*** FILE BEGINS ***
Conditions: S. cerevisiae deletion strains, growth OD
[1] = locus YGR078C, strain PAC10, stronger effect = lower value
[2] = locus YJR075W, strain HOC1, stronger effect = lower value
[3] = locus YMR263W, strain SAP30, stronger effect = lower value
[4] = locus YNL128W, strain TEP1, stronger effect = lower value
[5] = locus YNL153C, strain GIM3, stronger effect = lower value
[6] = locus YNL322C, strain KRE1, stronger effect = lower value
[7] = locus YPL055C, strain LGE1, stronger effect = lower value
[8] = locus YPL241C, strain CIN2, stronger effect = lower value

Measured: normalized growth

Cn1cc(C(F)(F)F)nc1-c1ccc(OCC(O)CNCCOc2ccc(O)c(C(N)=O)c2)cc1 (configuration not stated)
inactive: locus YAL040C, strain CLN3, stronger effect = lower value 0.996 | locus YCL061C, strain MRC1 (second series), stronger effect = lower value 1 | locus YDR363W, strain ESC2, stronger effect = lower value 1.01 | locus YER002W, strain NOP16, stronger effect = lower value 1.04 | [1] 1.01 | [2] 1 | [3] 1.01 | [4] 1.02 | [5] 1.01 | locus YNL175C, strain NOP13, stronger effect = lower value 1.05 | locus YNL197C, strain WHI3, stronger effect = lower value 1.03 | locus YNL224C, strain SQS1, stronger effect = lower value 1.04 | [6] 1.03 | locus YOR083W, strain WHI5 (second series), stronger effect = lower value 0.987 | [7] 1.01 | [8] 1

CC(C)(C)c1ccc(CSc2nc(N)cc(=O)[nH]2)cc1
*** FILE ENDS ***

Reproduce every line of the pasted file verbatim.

Conditions: S. cerevisiae deletion strains, growth OD
[1] = locus YGR078C, strain PAC10, stronger effect = lower value
[2] = locus YJR075W, strain HOC1, stronger effect = lower value
[3] = locus YMR263W, strain SAP30, stronger effect = lower value
[4] = locus YNL128W, strain TEP1, stronger effect = lower value
[5] = locus YNL153C, strain GIM3, stronger effect = lower value
[6] = locus YNL322C, strain KRE1, stronger effect = lower value
[7] = locus YPL055C, strain LGE1, stronger effect = lower value
[8] = locus YPL241C, strain CIN2, stronger effect = lower value

Measured: normalized growth

Cn1cc(C(F)(F)F)nc1-c1ccc(OCC(O)CNCCOc2ccc(O)c(C(N)=O)c2)cc1 (configuration not stated)
inactive: locus YAL040C, strain CLN3, stronger effect = lower value 0.996 | locus YCL061C, strain MRC1 (second series), stronger effect = lower value 1 | locus YDR363W, strain ESC2, stronger effect = lower value 1.01 | locus YER002W, strain NOP16, stronger effect = lower value 1.04 | [1] 1.01 | [2] 1 | [3] 1.01 | [4] 1.02 | [5] 1.01 | locus YNL175C, strain NOP13, stronger effect = lower value 1.05 | locus YNL197C, strain WHI3, stronger effect = lower value 1.03 | locus YNL224C, strain SQS1, stronger effect = lower value 1.04 | [6] 1.03 | locus YOR083W, strain WHI5 (second series), stronger effect = lower value 0.987 | [7] 1.01 | [8] 1

CC(C)(C)c1ccc(CSc2nc(N)cc(=O)[nH]2)cc1